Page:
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Fall officially began on Sunday afternoon. The weekend — as if securing the validity of the oncoming autumn season — proved much cooler than weeks passed, and despite a few clouds, was particularly sunny and much cooler.
This week looks to be similar, sunny but slightly warmer.
According to meteorologists with the National Weather Service, Monday’s high is predicted at 84 with a cool low of 61.
Tuesday currently has the highest predicted high of the week at 90, yet the lowest low of 58.
Wednesday’s high: 88; low: 60
Thursday: 89; 64
A lot of sunshine looks to be associated with this cooler weather, as meteorologists have predicted a zero percent of precipitation for this week. (Although, with our sporadic Texas weather, this is subject to change.)
This lowering of temperatures welcomes the oncoming autumn, which officially started around 3:45 p.m. on Sunday, Sept. 22, and will last almost exactly three months, as the winter solstice — marking the first day of winter and also the darkest day of the year — will be on Dec. 23, 2013, at 12:21 p.m., according to the 2013 Farmers Almanac and the U.S. Naval Observatory.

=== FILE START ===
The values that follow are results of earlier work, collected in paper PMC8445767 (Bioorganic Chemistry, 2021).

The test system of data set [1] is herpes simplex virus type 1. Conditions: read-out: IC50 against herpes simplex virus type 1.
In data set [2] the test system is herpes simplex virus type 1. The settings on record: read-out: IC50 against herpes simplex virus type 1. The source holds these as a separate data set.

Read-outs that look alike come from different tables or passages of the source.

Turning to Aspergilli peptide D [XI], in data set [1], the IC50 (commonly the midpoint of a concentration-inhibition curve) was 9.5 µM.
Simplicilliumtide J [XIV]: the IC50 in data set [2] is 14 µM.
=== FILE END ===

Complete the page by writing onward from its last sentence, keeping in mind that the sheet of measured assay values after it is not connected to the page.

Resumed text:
Most of the leaves on our many trees will begin to turn shades of orange, brown, yellow and red, as autumn is officially here.
If there have ever been those out there — and I’m sure there are — who have wondered why sometimes we say ‘fall,’ when other times some say ‘autumn’:
In Britain, ‘autumn’ has been used as the name of the season since the 1300s approximately, according to historians.
However, quite commonly in America, you hear the season referred to as ‘fall,’ which is still a valid term for the season’s name, used officially along with autumn for more than 300 years in Britain — from approximately the 1500s to about 1800 – and sometimes even now.
The shortened name ‘fall’ was literally derived from the old English phrase, “the fall of the leaf.” However, after about the start of the 19th century, ‘autumn’ became the standard term used for the season in Britain, even though late in the 17th century and on, the phrase-shortened ‘fall’ had become and remains standard in America.
By Josh Allen, eParisExtra
This article was written referencing weather statistics and predictions from the National Oceanic and Atmospheric Administration, the National Weather Service, Farmers Almanac and www.Weather.com (The Weather Channel) — – updated at 11:30 p.m. Sunday.